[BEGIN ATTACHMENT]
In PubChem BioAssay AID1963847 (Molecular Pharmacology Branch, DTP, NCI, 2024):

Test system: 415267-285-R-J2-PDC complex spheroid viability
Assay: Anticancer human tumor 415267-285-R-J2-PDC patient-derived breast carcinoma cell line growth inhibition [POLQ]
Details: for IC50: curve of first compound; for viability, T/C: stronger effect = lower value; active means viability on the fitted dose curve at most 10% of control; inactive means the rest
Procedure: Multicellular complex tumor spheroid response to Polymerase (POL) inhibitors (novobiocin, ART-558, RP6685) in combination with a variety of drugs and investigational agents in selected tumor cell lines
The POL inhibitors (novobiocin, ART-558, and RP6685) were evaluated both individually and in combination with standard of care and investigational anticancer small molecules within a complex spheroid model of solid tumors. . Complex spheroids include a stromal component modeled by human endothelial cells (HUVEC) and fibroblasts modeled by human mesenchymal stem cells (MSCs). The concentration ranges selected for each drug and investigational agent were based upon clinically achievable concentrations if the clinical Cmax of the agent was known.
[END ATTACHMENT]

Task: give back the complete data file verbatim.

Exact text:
In PubChem BioAssay AID1963847 (Molecular Pharmacology Branch, DTP, NCI, 2024):

Test system: 415267-285-R-J2-PDC complex spheroid viability
Assay: Anticancer human tumor 415267-285-R-J2-PDC patient-derived breast carcinoma cell line growth inhibition [POLQ]
Details: for IC50: curve of first compound; for viability, T/C: stronger effect = lower value; active means viability on the fitted dose curve at most 10% of control; inactive means the rest
Procedure: Multicellular complex tumor spheroid response to Polymerase (POL) inhibitors (novobiocin, ART-558, RP6685) in combination with a variety of drugs and investigational agents in selected tumor cell lines
The POL inhibitors (novobiocin, ART-558, and RP6685) were evaluated both individually and in combination with standard of care and investigational anticancer small molecules within a complex spheroid model of solid tumors. . Complex spheroids include a stromal component modeled by human endothelial cells (HUVEC) and fibroblasts modeled by human mesenchymal stem cells (MSCs). The concentration ranges selected for each drug and investigational agent were based upon clinically achievable concentrations if the clinical Cmax of the agent was known.